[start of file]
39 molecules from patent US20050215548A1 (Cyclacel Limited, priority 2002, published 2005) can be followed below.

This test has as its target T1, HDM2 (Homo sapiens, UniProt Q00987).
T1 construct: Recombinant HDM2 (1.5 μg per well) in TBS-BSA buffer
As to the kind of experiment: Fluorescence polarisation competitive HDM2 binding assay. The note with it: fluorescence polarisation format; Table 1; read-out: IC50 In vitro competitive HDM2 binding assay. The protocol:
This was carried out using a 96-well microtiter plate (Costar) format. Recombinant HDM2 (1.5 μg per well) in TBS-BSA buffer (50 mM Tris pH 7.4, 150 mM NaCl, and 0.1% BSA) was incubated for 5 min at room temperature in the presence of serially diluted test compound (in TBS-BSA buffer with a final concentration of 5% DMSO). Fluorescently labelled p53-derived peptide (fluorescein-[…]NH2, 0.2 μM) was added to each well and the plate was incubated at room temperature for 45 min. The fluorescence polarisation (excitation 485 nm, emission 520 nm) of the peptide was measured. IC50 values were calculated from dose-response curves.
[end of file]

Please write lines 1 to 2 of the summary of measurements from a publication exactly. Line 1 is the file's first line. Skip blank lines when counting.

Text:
39 molecules from patent US20050215548A1 (Cyclacel Limited, priority 2002, published 2005) can be followed below.

This test has as its target T1, HDM2 (Homo sapiens, UniProt Q00987).